Besides of fundamental physics and applied physics, you may divide physics in two other (maybe three) types of physicists. You have the theoretical physicist, the experimental physicist, and while many believe a computational physicist to be a theoretical physicist, some argue that it may be a type of its own. A theoretical physicist would as the name implies either develop mathematical models to describe phenomena that were observed experimentally, or to predict outcomes that will be observed experimentally (nowadays it is mostly the latter, technology is lagging behind), while the experimentalist usually would try to verify results predicted by the theoretician, or just would do a random experiment and see what happens. (Before, most physicists were both experimentalists and theoreticians, but today most physicists like to dedicate to one thing or the other) Also, experimentalists would also work on ways to make the observations more reliable or statistically significant, or to be able to make experiments in different, or more extreme conditions. Sometimes, developments on experimental physics will be applied by applied physicists in other fields (like how they are now using the detector tech developed to detect the Higgs boson in other fields like nuclear medicine or in telecommunications). A computational physicist would pretty much run simulations of the theories in computers to try and see what the results could be. Now this is important, because nowadays physical experiments are expensive, so instead of doing experiments everytime we come up with a new hypothesis, we run simulations on computers. If the simulations are good, or what we expected, cool, if not, we have to change something. While this may seem something that a theoretician would do, and many do, a computational physicist would be working on various other things. They could, for instance, work on computational methods that allow for better, faster simulations, and those things are hard to do. Believe me. And that is why many are now believing that computational physics is a type of physics distinct of pure theoretical physics. (And also applied physicists may also be computational or experimental physicists just saying).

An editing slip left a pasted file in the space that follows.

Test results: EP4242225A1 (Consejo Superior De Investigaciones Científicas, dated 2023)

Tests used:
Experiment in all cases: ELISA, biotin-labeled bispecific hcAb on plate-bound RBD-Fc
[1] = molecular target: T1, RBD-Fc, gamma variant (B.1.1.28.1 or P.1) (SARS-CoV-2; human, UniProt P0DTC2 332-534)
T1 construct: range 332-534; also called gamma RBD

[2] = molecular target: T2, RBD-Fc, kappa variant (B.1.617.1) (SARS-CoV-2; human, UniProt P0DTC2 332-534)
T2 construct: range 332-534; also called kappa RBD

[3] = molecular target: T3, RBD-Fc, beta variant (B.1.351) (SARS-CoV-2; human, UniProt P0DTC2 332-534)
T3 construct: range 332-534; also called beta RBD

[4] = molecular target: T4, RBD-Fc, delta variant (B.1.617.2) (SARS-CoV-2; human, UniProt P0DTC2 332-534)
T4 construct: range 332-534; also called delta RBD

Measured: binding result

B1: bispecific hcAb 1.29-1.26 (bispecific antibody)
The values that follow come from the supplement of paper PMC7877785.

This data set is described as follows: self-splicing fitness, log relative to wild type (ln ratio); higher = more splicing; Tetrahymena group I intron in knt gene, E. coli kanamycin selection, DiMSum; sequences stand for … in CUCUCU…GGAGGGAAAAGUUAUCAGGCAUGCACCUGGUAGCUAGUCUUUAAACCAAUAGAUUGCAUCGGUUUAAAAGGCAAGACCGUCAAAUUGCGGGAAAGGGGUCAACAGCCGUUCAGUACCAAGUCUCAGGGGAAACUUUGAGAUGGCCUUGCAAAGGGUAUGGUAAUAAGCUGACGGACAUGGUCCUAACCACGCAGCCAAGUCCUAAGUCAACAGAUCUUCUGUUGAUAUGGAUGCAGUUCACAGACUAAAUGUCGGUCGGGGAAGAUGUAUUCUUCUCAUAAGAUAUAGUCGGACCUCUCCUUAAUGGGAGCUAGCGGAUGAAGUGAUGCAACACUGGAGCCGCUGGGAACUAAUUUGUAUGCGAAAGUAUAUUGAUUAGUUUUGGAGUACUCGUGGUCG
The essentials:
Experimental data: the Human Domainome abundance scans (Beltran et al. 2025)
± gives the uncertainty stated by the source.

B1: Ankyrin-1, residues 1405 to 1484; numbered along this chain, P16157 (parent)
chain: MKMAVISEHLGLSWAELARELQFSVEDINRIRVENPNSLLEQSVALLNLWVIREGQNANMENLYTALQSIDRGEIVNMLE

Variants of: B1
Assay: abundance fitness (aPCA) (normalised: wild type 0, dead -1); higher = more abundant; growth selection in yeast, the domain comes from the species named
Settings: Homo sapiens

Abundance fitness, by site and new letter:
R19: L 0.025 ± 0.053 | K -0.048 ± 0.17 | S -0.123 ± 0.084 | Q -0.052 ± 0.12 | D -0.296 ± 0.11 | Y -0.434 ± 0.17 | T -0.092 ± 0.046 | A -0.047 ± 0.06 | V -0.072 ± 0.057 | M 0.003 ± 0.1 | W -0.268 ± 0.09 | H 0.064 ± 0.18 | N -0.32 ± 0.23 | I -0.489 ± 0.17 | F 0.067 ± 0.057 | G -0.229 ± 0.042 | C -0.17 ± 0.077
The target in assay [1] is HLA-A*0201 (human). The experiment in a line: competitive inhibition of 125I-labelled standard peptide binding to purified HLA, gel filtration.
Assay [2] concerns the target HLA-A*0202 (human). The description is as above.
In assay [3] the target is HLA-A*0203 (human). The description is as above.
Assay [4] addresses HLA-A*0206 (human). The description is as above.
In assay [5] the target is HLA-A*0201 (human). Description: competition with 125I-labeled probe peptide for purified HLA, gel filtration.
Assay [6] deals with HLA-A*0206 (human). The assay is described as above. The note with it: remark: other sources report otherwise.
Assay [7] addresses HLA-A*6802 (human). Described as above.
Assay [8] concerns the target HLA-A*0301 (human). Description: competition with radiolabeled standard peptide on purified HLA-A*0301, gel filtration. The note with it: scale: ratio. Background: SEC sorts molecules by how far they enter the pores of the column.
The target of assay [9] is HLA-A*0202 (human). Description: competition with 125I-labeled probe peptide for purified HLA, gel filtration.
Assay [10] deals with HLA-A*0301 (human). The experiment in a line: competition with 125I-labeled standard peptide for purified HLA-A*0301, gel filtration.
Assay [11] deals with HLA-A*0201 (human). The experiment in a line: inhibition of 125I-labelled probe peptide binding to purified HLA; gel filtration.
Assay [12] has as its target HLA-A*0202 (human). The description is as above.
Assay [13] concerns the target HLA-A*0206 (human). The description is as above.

And the day-to-day life of a computational physicist, in that moment the code finally compiles, after 3 full bottles of coffee and 6 hours.